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Charges filed against councilman who police say drove through crowd of protesters in Pittsburgh

**Embargo: Pittsburgh, PA** Wagner was charged with three counts of recklessly endangering another person as well as one charge of driving the wrong way and one charge of careless driving.

Bell Acres Borough, PA (WTAE) — The Pittsburgh Bureau of Police continues to investigate an incident that happened June 22 outside PNC Park when a vehicle was driven through a group of protesters.

Police identified the driver as Gregory Clark Wagner, 58, of Sewickley.

Pittsburgh’s Action News 4 confirmed Friday that Wagner is a councilman in Bell Acres Borough, near Sewickley Borough.

Wagner was charged with three counts of recklessly endangering another person as well as one charge of driving the wrong way and one charge of careless driving.

According to Wagner’s court docket, Judge Jeffrey Manning was assigned to the case with a preliminary hearing scheduled for July 11.

Protesters were lined across West General Robinson Street, blocking Tony Dorsett Drive, when an officer saw numerous people running and heard protesters screaming that a car was going through a crowd, according to the criminal complaint. Wagner entered oncoming traffic in an attempt to make a U-turn because the intersection was blocked by protesters.

In video captured by Pittsburgh’s Action News 4, protesters were seen pushing, kicking and punching the vehicle, angered after it struck several people.

Two victims in the incident were identified, but police have not released their names. One suffered an ankle injury and another one suffered a back injury and contusions according to police.

However, in a conversation Friday with Pittsburgh’s Action News 4 reporter, Beau Berman, Brianna Williams, 20, identified herself as a victim.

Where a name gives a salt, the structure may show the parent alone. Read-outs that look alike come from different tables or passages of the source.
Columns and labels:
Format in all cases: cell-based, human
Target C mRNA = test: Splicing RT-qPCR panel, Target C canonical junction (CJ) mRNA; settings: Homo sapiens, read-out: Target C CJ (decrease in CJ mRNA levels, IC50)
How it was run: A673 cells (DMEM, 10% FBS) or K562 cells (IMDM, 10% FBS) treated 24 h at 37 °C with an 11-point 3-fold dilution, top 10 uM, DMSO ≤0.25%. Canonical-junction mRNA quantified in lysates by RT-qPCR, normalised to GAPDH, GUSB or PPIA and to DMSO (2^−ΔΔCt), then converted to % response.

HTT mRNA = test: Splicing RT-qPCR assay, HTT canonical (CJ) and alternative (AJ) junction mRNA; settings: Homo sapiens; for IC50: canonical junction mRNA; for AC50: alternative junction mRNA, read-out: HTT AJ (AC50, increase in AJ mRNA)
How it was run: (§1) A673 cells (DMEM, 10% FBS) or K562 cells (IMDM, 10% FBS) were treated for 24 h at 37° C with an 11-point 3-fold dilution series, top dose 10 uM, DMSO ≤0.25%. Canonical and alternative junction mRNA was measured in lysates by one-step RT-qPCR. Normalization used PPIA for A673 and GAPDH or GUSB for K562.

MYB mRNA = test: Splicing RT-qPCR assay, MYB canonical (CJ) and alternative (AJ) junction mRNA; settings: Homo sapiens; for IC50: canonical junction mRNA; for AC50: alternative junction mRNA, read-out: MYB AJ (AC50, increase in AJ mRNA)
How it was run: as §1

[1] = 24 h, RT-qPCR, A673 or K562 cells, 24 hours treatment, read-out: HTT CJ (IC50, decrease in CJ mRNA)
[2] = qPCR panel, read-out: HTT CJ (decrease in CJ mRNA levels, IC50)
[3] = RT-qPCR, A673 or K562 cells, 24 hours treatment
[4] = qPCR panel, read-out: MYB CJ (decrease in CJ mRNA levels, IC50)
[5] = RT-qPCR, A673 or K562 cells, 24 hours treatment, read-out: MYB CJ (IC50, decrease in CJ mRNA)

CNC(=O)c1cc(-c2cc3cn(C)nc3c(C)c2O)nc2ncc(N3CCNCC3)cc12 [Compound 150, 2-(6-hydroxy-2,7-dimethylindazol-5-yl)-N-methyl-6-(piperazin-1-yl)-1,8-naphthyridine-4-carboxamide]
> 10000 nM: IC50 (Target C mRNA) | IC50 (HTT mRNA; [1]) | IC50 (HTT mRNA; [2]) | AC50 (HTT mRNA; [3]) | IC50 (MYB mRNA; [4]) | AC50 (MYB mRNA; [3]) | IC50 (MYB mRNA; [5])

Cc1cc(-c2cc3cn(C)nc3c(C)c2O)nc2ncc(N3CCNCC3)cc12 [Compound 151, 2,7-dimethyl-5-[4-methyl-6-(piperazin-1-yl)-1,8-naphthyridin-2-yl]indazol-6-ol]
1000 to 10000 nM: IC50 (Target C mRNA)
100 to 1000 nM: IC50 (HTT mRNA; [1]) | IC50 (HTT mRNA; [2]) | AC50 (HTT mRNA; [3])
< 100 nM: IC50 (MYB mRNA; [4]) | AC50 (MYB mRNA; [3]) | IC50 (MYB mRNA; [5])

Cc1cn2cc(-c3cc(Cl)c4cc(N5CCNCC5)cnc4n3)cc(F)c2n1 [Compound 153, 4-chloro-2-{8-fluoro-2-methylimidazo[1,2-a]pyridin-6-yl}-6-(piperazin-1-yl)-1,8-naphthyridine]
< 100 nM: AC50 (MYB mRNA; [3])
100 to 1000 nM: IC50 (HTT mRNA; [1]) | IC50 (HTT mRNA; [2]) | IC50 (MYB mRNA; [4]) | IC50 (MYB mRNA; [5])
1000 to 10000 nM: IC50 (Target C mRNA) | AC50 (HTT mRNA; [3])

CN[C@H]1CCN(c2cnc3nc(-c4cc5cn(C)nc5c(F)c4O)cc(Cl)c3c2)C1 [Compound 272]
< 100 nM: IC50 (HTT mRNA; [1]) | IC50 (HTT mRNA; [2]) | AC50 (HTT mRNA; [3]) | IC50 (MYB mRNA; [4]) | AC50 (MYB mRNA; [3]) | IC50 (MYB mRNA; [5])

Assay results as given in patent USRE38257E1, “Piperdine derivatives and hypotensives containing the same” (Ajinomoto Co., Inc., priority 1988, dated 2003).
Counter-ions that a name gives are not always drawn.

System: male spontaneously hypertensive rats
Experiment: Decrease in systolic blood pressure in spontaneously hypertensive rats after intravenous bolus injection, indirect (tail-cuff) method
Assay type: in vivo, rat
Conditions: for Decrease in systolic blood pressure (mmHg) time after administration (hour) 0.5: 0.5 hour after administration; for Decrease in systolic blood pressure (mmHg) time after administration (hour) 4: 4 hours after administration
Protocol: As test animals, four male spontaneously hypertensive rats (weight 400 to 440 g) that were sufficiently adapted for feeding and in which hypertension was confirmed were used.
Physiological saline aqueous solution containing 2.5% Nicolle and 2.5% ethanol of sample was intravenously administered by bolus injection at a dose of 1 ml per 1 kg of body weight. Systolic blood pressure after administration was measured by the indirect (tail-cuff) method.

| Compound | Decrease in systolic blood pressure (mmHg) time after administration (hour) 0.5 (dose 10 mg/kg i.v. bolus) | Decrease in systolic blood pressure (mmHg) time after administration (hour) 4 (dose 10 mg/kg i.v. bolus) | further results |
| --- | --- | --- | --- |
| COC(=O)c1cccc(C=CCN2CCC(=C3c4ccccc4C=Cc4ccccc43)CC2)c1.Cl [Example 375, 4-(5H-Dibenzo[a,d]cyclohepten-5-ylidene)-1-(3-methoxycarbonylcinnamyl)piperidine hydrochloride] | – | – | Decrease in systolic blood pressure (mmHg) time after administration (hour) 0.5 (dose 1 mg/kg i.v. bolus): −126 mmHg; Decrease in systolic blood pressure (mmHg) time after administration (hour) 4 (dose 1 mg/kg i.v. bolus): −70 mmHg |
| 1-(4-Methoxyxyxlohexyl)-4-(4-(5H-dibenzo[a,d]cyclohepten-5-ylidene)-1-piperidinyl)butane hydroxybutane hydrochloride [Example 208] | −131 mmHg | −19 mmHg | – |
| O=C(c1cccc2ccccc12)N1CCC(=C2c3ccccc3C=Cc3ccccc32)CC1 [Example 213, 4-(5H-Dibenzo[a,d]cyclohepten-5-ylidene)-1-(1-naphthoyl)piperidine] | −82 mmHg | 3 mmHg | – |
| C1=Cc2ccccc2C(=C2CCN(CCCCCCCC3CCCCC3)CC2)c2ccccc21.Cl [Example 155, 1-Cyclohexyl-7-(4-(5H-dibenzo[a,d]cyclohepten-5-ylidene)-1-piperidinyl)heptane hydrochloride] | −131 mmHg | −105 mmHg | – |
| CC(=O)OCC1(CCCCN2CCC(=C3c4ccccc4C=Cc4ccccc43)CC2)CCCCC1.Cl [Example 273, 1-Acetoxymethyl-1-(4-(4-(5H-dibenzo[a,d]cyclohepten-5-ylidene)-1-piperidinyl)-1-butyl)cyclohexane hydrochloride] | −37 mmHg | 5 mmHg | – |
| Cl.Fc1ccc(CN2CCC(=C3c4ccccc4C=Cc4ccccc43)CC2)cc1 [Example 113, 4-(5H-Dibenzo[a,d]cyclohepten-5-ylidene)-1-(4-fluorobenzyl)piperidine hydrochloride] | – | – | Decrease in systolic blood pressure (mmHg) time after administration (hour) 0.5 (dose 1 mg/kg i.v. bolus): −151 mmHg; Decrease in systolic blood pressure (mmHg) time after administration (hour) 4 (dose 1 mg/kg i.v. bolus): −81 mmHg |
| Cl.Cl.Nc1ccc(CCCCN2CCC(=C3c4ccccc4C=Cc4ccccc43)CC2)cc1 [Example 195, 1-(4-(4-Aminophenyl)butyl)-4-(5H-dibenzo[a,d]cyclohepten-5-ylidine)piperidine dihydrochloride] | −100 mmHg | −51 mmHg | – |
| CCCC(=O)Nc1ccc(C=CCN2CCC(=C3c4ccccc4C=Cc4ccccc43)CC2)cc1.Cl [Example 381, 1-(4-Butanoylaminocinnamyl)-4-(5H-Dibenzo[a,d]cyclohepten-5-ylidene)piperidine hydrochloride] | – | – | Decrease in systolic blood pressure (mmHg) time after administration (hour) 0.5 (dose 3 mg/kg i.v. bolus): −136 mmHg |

Williams said she suffered a broken hip and sprained ankle. She said she missed a week of work because of the injuries and could barely stand.

When informed that Wagner is a Bell Acres Borough councilman, Williams said she thought he should resign.

“I got hit directly. I have a sprained knee and a fractured hip. I’ve been off work a whole week due to the ignorant behavior. I can barely stand,” said Williams.

“The outcome could have been way more serious. We had kids down there. Lucky no kids got hit and hospitalized.

“That was just not professional and I feel like he thought he wasn’t going to get caught,” she said.

Wagner continued to drive away and officers were unable to locate the vehicle, according to police.

Berman called several of the Bell Acres Borough council members Friday and only one responded to his requests for comment. Brock Meanor sent a statement via Facebook referring all comment to the solicitor. Meanor declined a request for an on-camera interview.

The solicitor later sent out a statement about Wagner’s charges.

“The elected and appointed officials of the Borough of Bell Acres were stunned to hear the news reports late this afternoon. Our sympathies are with those injured in last Friday’s protest outside PNC Park. We will closely monitor the events as this matter moves through the justice system and we will follow the law as set forth in the Pennsylvania Borough Code and Pennsylvania Constitution,” said Robert Max Junker.

Several protesters told officers the number of the license plate on the black Mercedes.

After receiving the license plate number from witnesses and additional information from video captured from the scene, officers went to Wagner’s home. He declined to speak with detectives, according to the criminal complaint.